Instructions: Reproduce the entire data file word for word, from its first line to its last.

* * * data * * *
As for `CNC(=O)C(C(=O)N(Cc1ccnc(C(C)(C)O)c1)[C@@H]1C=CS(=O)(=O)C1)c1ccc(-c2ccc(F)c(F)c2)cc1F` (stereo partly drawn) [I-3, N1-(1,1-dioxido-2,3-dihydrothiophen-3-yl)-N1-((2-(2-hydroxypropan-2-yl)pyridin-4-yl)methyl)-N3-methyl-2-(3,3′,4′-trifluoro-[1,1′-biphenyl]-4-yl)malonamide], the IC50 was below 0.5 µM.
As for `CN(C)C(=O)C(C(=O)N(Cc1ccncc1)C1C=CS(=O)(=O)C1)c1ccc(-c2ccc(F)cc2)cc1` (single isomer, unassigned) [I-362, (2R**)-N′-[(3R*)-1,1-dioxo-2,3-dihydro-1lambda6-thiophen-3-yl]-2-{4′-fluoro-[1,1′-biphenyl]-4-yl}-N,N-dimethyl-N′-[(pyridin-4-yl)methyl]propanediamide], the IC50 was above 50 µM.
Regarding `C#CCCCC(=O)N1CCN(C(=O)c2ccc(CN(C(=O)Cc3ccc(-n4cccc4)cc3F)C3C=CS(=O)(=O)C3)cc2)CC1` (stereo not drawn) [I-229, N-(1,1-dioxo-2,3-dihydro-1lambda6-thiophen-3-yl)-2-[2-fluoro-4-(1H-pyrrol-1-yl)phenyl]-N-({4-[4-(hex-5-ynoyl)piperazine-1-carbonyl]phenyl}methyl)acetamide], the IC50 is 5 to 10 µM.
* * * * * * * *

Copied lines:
As for `CNC(=O)C(C(=O)N(Cc1ccnc(C(C)(C)O)c1)[C@@H]1C=CS(=O)(=O)C1)c1ccc(-c2ccc(F)c(F)c2)cc1F` (stereo partly drawn) [I-3, N1-(1,1-dioxido-2,3-dihydrothiophen-3-yl)-N1-((2-(2-hydroxypropan-2-yl)pyridin-4-yl)methyl)-N3-methyl-2-(3,3′,4′-trifluoro-[1,1′-biphenyl]-4-yl)malonamide], the IC50 was below 0.5 µM.
As for `CN(C)C(=O)C(C(=O)N(Cc1ccncc1)C1C=CS(=O)(=O)C1)c1ccc(-c2ccc(F)cc2)cc1` (single isomer, unassigned) [I-362, (2R**)-N′-[(3R*)-1,1-dioxo-2,3-dihydro-1lambda6-thiophen-3-yl]-2-{4′-fluoro-[1,1′-biphenyl]-4-yl}-N,N-dimethyl-N′-[(pyridin-4-yl)methyl]propanediamide], the IC50 was above 50 µM.
Regarding `C#CCCCC(=O)N1CCN(C(=O)c2ccc(CN(C(=O)Cc3ccc(-n4cccc4)cc3F)C3C=CS(=O)(=O)C3)cc2)CC1` (stereo not drawn) [I-229, N-(1,1-dioxo-2,3-dihydro-1lambda6-thiophen-3-yl)-2-[2-fluoro-4-(1H-pyrrol-1-yl)phenyl]-N-({4-[4-(hex-5-ynoyl)piperazine-1-carbonyl]phenyl}methyl)acetamide], the IC50 is 5 to 10 µM.